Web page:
At 08:25, an explosion in one of the "Fancy" torpedoes (but not the warhead) burst the number-three torpedo tube into which it had been loaded and ruptured the two forward-most watertight bulkheads. Fire, toxic gases, and smoke accompanied the blast. Twelve men in the forward compartments died instantly and seven others were seriously injured.
The submarine started to settle by the bows with a list to starboard, and her commanding officer, Lieutenant Commander Verry, ordered the submarine evacuated from the engine room and aft escape hatches. Thanks to a rescue party from Maidstone, everyone not immediately killed escaped, except Maidstone's medical officer, Temporary Surgeon Lieutenant Charles Eric Rhodes. He had gone aboard with the rescue party, assisted several survivors, and suffocated because he was using a DSEA set that he had not been trained to use. At about 08:50 Sidon sank to the bottom of the harbour. On 1 November 1955 Rhodes was posthumously awarded the Albert Medal for putting his life in danger to save others.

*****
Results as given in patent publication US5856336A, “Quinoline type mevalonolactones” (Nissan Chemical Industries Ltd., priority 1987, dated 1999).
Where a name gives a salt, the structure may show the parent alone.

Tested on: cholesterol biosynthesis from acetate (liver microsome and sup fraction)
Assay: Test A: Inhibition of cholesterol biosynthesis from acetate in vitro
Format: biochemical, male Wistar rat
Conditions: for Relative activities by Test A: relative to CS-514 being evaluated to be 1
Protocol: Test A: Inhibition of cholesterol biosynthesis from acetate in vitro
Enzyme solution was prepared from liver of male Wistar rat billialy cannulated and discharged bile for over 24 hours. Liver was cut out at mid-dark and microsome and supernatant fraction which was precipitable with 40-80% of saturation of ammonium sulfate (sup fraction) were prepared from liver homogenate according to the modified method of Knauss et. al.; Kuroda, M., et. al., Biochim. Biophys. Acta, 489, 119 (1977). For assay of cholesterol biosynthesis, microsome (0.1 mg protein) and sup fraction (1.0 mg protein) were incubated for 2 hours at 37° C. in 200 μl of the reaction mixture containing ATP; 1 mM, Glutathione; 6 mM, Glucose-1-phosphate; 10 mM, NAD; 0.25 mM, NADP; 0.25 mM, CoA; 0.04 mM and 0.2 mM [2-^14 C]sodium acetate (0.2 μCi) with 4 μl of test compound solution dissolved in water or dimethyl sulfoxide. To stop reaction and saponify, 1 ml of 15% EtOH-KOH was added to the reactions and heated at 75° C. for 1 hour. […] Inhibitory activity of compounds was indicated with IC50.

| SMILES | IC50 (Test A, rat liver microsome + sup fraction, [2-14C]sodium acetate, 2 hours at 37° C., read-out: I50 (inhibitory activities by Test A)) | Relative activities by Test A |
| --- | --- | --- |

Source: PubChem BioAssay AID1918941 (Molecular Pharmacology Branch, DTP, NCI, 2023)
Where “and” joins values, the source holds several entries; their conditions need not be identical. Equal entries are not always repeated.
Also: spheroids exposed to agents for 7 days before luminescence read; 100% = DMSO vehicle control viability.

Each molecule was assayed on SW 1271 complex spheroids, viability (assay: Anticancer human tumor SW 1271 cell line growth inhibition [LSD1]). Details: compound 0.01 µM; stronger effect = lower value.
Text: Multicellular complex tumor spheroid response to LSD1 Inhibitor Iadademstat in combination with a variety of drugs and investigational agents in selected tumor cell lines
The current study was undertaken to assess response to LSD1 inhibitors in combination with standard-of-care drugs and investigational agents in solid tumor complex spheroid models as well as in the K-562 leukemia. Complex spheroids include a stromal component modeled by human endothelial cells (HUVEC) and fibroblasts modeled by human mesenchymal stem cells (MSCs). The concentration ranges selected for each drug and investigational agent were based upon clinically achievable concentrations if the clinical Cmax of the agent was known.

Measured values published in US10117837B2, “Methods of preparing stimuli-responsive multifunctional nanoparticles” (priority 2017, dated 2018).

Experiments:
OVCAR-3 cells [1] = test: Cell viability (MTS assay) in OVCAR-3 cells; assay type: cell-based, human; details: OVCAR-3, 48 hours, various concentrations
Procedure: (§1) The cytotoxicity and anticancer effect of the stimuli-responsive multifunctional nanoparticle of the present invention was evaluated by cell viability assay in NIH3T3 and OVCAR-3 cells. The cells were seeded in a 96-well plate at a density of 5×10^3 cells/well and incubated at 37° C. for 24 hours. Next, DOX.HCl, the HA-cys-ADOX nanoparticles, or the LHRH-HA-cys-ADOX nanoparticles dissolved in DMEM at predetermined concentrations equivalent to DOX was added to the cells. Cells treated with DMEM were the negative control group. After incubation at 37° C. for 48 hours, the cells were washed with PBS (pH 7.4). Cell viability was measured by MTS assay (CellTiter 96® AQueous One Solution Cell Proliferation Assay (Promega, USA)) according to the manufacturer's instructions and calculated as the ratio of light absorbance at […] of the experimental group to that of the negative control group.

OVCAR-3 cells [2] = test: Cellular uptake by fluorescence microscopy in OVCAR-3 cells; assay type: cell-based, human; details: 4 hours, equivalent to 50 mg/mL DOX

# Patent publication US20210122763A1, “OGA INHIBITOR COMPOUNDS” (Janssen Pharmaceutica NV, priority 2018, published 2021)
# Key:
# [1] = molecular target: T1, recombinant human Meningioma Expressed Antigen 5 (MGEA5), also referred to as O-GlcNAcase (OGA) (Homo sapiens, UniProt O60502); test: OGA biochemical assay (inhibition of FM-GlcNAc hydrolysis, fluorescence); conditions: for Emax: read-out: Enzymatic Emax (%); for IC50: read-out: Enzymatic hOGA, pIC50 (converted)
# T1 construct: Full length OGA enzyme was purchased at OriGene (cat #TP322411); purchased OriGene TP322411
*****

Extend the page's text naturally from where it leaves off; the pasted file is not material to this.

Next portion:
One week later the wreck was raised and towed into a causeway on Chesil Beach. The bodies of the 13 casualties were removed and buried with full honours in the Portland Royal Naval Cemetery overlooking the harbour.
The Sidon Memorial on Portland
A court of inquiry cleared anyone aboard Sidon for the loss of the boat. The direct cause of the accident was determined to have been malfunctioning of the "Fancy" torpedo. A torpedo being readied for the morning test shot had begun a "hot-run" - its engine had started while it was still inside the submarine and was over-speeding, creating very high pressures in its fuel system. The "Fancy" torpedo used high test peroxide (HTP) as an oxidizer. When an oxidizer line burst, HTP sprayed onto the copper fittings inside the torpedo, decomposing into oxygen and steam. The torpedo's warhead did not detonate, but its hull burst violently, rupturing the torpedo tube and causing the flooding that destroyed the boat. The torpedo programme was terminated and the torpedoes taken out of use by 1959.
On the 50th anniversary of the Sidon accident, 16 June 2005, the Dorset Branch of the Submariners Association erected a Memorial Stone to those who died. This is situated adjacent to the Portland Cenotaph at Portland, opposite the Portland Heights Hotel. A number of survivors and relatives of those who died in the accident attended the ceremony.
Sidon's wreck was purchased from the Ministry of Defence by the company Deepquest Sub Sea in 2000. In 2002 the company announced that it intended to raise the wreck. This had not occurred as of 2003.